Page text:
Serengeti National Park Self-Driving Safari

Serengeti National Park Self-Driving Safari: Is It Really Worth It? Can it be done? Yes, it is possible to do a self-driving safari in the Serengeti National park and the experience is undoubtedly worthwhile it thought it needs planning, expertise, and a bigger budget. Making plans for a self-drive safari in the Serengeti has a certain allure. It is a truly individualized experience that puts your driving abilities to the test. Additionally, you have the benefit of independently discovering the flora and fauna that are present in the endless plain of Serengeti.

Due to variety of stunning attractions such as the great wildebeest migration and variety of activities such as the game drives, walking safari and hot air balloon safari, The Serengeti is arguably the continent’s most rewarding safari park. But it’s also a park that’s best appreciated when you’ve planned ahead. Among Tanzanian tour guides, the main routes from Naabi Hill gate to Seronera, the action’s hub, and from Seronera radiating to the east and west, are infamous for their difficult driving conditions. It’s a difficult route with rocky terrain and ribbons that are like washboards. Drivers are recommended to maintain a speed limit of at least 25 km/h or else they risk losing control and rolling their own vehicle.

The southern plains of the Serengeti, which include Ndutu and Seronera, are the areas that are easiest to access from Arusha. Exploring the western corridor and Lobo is worthwhile, but far away. It is advised to hire a safari vehicle and a driver-guide if you wish to explore less-traveled sections of the Serengeti.

The logistics of planning a self-driving safari in the Serengeti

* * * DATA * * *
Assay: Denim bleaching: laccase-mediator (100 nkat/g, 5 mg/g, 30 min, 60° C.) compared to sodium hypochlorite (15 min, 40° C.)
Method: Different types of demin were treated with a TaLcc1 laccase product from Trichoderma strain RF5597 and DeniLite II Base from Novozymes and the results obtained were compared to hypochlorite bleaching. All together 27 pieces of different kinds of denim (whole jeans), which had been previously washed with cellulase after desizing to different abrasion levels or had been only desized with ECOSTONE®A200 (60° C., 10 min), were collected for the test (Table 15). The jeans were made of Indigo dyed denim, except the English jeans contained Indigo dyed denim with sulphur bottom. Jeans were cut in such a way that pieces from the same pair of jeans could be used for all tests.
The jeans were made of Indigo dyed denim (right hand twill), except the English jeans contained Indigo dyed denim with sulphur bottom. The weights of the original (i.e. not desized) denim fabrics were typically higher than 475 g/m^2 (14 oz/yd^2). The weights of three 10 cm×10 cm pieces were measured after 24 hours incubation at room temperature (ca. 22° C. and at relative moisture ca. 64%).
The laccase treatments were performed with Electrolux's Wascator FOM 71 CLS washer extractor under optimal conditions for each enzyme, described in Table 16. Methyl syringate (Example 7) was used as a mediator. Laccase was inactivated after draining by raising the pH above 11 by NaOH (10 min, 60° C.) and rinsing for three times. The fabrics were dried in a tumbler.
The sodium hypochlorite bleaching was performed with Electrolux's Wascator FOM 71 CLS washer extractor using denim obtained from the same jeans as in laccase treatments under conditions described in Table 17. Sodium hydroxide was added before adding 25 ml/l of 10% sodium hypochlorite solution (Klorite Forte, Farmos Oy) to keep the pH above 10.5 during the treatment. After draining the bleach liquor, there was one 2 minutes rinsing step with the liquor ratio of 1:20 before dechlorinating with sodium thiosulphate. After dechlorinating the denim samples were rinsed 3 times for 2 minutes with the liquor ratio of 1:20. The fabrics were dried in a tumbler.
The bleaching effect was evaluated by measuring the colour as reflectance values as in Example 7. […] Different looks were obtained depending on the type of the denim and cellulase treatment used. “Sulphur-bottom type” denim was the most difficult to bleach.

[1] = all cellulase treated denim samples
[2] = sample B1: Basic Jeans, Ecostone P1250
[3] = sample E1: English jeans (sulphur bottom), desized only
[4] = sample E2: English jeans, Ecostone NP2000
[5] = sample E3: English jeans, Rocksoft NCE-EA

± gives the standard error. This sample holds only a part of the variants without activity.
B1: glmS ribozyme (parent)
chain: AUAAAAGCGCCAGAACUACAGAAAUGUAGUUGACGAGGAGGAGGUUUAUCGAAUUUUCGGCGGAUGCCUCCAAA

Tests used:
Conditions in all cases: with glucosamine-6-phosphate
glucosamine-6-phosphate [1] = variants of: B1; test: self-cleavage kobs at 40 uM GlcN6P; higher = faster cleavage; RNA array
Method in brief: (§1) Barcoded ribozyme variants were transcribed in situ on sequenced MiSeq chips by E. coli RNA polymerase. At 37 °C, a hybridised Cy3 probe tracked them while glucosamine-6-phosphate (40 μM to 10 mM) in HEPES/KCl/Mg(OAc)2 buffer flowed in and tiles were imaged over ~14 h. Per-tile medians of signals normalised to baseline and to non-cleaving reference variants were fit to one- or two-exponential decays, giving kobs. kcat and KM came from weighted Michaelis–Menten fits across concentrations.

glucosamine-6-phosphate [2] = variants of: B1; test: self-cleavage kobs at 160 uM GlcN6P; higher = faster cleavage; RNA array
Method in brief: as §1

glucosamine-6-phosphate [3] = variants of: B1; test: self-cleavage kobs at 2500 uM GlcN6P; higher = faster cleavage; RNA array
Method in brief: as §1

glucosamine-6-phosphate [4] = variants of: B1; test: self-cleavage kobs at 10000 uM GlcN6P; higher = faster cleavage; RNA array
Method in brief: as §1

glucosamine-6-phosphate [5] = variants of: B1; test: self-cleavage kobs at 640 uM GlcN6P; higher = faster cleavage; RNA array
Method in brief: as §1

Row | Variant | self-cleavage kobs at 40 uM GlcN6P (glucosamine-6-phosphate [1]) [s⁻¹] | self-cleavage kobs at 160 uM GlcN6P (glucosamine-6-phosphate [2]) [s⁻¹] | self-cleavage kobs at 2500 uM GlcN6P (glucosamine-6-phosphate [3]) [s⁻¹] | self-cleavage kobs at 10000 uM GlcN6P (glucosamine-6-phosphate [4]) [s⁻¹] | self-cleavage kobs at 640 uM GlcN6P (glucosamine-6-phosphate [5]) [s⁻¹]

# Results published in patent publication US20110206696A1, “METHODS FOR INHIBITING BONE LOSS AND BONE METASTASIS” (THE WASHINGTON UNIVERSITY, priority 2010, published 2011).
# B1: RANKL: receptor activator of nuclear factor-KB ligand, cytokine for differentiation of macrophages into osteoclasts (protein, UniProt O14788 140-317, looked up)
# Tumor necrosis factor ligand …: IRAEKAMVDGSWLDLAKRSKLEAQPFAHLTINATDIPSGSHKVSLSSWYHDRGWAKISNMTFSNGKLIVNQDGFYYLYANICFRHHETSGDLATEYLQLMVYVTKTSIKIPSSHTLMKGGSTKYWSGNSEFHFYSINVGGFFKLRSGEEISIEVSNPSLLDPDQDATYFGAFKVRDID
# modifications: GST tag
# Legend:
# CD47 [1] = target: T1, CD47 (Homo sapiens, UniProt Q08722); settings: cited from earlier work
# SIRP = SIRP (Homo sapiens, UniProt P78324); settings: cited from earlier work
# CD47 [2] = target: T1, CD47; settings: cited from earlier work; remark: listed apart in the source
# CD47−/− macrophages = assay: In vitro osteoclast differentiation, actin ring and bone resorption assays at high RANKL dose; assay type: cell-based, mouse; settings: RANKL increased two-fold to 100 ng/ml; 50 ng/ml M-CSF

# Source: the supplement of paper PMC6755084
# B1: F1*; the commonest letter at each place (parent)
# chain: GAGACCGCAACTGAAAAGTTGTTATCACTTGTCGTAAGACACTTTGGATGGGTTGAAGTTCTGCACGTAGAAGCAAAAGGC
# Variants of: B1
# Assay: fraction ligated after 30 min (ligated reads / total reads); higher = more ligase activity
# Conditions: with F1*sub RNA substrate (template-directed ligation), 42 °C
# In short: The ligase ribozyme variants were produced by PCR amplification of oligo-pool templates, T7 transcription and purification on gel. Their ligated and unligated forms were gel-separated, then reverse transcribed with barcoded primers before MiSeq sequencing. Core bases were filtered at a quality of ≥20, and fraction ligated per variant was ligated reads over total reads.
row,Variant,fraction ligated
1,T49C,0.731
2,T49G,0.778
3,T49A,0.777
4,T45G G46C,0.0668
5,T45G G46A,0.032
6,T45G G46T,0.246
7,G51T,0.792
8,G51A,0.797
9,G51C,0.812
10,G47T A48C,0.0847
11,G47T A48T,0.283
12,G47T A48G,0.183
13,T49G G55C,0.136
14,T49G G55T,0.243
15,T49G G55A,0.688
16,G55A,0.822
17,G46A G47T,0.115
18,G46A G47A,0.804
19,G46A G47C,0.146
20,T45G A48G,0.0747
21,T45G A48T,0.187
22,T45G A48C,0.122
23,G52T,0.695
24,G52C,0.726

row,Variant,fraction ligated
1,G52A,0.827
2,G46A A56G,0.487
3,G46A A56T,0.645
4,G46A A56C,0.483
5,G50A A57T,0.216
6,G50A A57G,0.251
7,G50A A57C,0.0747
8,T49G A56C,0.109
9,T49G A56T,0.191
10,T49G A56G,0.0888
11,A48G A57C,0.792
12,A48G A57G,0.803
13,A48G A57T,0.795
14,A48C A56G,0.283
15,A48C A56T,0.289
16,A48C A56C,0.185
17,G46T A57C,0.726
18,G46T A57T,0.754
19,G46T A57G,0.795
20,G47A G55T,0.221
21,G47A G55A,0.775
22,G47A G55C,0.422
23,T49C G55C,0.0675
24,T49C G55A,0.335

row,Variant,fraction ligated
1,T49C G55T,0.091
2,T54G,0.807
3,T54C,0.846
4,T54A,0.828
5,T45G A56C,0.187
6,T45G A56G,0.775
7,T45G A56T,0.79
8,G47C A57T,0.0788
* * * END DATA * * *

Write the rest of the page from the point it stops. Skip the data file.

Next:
Visiting the Serengeti with your own vehicle is more difficult than you may imagine, especially in comparison to many other parts of the world where organizing a road trip just entails hiring a car, choosing a route, and getting on the road. The first thing you should keep in mind is that prices will increase dramatically. Permit costs for autonomous vehicles are significantly greater than for tour companies. In addition, if you want to make the most of your time in the Serengeti, plan on driving 300–400 miles per day.

Serengeti National Park Self-Driving Safari
Serengeti National Park Self-Driving Safari

Accommodation in Serengeti for your self- drive safari tour

Having your own car gives you a lot of options when it comes to lodging. You may make those decisions while traveling, whether you want to reserve a lodge to splurge on yourself or spend the night at one of the free campsites.

Unfortunately, the cost of overnight stays also significantly increases the budget. Your main expense in the Serengeti will be fees and permits, whether you are staying in a lodge (60 USD per night per person), a private camp (50 USD per night per person), or a public campsite (30 USD per night per person). That fee may already be included in the total cost of Serengeti lodges. However, staying at a lodge on a budget will cost you $200 per person per night.

The most cost-effective method to see the Serengeti is via self-camping. You must still bring your own food and hire camping gear, though. Camping equipment is available for rent from numerous tour companies or your car rental provider for a reasonable cost.

Other activities inside the Serengeti national park

Those looking to go on a different kind of safari in Serengeti national park should consider walking safaris. Bookings for safari walks can be made at the Serengeti National Park’s visitor center; fees range from 20 to 25 USD per person, depending on how long the safari is. Additionally, if asked in advance, the resort can arrange balloon rides or game drives.

A straightforward park to explore during your self-drive safari in Tanzania is the Serengeti. There are signs posts practically everywhere you go, and the roads are in generally decent shape. Even though we would advise self-drivers to stick near the center of the park (more opportunities to see wildlife), you will be free to explore as far as you like or as deep inside the park as you can. Having an offline map is also quite helpful for quickly determining where you are.

What else to keep in mind during your Serengeti self-drive safari tour?

If your journey begins in Arusha city, be sure to be ready for what lies ahead. Purchase enough food to last you the entire time you will be in the park, at least 5 to 10 liters of water per person per day, plan your route to take in the sights you want to see, and attempt to obtain all required permissions in advance.